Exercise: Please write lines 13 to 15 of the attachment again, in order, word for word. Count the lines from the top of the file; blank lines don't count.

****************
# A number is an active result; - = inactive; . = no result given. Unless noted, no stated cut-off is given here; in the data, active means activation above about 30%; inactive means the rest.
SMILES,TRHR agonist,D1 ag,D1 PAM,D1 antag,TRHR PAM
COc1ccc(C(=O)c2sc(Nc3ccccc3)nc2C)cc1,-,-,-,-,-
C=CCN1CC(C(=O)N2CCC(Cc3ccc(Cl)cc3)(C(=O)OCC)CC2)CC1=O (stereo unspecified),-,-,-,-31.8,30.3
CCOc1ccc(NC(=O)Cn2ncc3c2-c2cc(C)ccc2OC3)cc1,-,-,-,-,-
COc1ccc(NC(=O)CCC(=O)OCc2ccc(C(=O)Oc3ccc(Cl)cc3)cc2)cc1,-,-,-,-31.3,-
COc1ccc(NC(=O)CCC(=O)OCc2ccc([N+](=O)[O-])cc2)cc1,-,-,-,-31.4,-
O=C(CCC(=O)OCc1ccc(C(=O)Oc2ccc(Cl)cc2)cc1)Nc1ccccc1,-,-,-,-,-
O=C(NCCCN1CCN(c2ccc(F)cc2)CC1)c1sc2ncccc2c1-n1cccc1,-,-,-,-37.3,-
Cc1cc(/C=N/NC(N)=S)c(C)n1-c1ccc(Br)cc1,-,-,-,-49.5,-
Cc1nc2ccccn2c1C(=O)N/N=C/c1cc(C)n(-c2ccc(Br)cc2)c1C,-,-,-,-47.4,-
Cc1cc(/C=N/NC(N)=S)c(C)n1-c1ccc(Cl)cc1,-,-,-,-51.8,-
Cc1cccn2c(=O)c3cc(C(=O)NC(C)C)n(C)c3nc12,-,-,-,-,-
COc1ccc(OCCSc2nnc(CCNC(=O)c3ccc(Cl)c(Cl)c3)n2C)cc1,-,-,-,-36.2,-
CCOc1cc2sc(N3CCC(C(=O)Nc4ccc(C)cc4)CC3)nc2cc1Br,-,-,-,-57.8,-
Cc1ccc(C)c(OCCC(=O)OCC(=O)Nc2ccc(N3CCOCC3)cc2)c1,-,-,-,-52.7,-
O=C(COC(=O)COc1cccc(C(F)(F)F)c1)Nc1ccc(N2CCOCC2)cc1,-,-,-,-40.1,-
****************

Cc1cccn2c(=O)c3cc(C(=O)NC(C)C)n(C)c3nc12,-,-,-,-,-
COc1ccc(OCCSc2nnc(CCNC(=O)c3ccc(Cl)c(Cl)c3)n2C)cc1,-,-,-,-36.2,-
CCOc1cc2sc(N3CCC(C(=O)Nc4ccc(C)cc4)CC3)nc2cc1Br,-,-,-,-57.8,-